Joseph Vaz was an Agent of the Portuguese Empire then in control of Goa

Joseph Vaz was serving the interests of the Catholic Church and the King and Govt. of Portugal which were ruling Goa, when he landed in Ceylon on a mission. Goa  was then i.e. 17th century, in the hands of the Portuguese who were then more or less engaged in a state of war with the Dutch then occupying the coastal areas of Ceylon. Christian missionary activity was a huge State enterprise charged to the Crown's revenues in Portugal. In many european countries national interests were closely identified with religious activity. Portugal was no exception. 

Joseph Vaz  was undoubtedly seen as an adversary and trouble maker by the Dutch in a manner similar to how both Portugal and the Catholic Church saw Buddhism and Buddhist monks as hostile elements who were not prepared to surrender Sri Lanka to Portugal or embrace Christianity which both Portugal and the Catholic Church wanted to spread even by force if necessary among the indigenous people.
 
Any one coming from Portuguese held territory was prima facie seen as a spy or agent serving the interests of the Portuguese by the Dutch who were well aware of the machinations of the Portuguese keen to retake Ceylon which they had lost to the Dutch in 1658. The Portuguese writer Queroz gives expression to the lament of the Portuguese in losing Ceylon to the Dutch and how desperate they were in re-capturing Ceylon from the Dutch.
 

Portuguese Inquisition

In Portuguese controlled areas of Sri Lanka the practice of indigenous religions was forbidden. Buddhist temples, Hindu Kovils and Muslim Mosques destroyed. Buddhist monks were forced to flee to the Kandyan Kingdom leaving behind only Ganinanses (Buddhists wearing white cloth and practising Buddhism in secret and catering to fellow Buddhists to keep the faith alive). The Portuguese Inquisition in Ceylon was no different to that of the Goa Inquisition except that it has so far not been defined as such. But all the elements that go to establish the existence of such an Inquisition are there. We need historians with a spine and moral backbone to make these assertions.  Why should Portuguese confine their Inquisition only to Goa and not extend it to Sri Lanka is a question that has yet to be raised let alone be answered?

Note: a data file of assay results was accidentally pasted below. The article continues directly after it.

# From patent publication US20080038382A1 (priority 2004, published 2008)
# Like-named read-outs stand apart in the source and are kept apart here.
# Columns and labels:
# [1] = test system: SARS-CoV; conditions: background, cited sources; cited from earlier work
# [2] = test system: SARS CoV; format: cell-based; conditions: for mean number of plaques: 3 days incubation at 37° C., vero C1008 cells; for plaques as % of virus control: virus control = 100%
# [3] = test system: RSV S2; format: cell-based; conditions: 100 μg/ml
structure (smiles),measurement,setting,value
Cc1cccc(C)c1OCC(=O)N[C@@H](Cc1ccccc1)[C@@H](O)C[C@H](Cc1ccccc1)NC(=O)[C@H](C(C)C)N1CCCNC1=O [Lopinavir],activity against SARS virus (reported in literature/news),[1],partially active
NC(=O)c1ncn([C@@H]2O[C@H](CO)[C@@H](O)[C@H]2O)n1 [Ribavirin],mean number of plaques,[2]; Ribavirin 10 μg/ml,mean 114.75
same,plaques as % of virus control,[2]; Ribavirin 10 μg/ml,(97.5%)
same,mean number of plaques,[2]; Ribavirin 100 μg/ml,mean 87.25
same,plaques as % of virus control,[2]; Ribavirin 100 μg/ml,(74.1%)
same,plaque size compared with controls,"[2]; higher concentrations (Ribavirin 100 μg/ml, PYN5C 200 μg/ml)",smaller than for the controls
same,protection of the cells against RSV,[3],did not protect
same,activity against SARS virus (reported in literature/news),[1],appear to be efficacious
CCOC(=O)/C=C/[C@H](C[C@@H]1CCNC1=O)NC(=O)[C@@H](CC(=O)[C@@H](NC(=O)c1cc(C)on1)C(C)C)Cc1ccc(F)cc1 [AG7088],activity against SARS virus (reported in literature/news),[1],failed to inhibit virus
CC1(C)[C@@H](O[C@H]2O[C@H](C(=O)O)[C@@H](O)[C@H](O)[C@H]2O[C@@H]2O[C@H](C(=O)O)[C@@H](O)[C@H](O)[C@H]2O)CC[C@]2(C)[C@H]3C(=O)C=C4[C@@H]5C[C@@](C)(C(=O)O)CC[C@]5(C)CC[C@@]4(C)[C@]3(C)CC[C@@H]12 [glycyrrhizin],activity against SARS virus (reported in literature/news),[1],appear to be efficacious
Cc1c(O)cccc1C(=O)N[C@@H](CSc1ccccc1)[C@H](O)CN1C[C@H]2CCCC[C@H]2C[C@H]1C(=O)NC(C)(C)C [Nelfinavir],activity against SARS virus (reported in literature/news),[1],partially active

Joseph Vaz who renounced his Indian Hindu roots to embrace the religion of the conquerors of Goa i.e. Portuguese,  who put large numbers of both innocent Hindus and Muslims to death and conducted the infamous Goa Inquisition being a crime against inhumanity is unlikely to gain acceptance as a saint or hero by the vast majority of people in Sri Lanka so long as Portugal, the Vatican and Catholic Church dodge the issue of Portuguese colonial crimes including the burning of the magnificent Buddhist Temples at Kelaniya, Devundera, Wijebaha Pirivena at Thotagamuwa etc. and fail to provide an apology and pay adequate reparations.

As Anagarika Dharmapala said the overall aim of Christian missionaries was to make Buddhists ashamed of everything traditional that they had inherited and demonise the Buddhist religion and paint the Buddhist heritage as worthless. They rejected peaceful co-existence with other religions. They had the mind set of the Catholic Inquisition - embrace our faith and values or risk death. The genocide of the indigenous races in North and South America e.g. Aztecs, Mayas and Incas by the Spanish and Portuguese with the blessings of the Vatican and the Catholic Church stand out as ample proof of mass murder and crimes against humanity.

Both the Catholic Church and Western colonialism worked together hand in glove as they had common objectives. It is a gross insult to our people including our freedom fighters and valiant Kings who saved Sri Lanka from the Portuguese, Dutch and British to honour a Christian Missionary who supported the domination of Asian people by Christian powers.